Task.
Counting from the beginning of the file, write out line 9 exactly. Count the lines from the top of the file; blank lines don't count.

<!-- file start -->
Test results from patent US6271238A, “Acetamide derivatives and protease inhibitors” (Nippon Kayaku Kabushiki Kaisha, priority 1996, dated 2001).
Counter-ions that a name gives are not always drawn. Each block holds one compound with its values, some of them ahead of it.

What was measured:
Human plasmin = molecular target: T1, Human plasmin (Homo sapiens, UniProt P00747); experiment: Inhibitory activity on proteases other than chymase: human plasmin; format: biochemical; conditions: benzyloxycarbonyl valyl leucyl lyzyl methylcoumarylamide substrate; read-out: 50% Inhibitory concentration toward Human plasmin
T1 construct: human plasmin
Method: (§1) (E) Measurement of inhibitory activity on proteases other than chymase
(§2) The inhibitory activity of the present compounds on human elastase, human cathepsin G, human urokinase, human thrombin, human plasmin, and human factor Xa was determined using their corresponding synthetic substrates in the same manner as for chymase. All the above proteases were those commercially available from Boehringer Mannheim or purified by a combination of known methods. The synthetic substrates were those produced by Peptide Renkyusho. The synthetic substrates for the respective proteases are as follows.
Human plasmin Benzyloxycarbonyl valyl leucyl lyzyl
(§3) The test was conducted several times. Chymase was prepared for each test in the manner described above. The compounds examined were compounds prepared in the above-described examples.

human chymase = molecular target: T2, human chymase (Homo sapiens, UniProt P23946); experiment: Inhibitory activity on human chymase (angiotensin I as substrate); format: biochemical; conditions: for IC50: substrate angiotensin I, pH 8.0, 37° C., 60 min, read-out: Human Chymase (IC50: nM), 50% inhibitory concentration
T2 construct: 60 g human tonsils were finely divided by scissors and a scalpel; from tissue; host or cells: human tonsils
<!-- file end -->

(§3) The test was conducted several times. Chymase was prepared for each test in the manner described above. The compounds examined were compounds prepared in the above-described examples.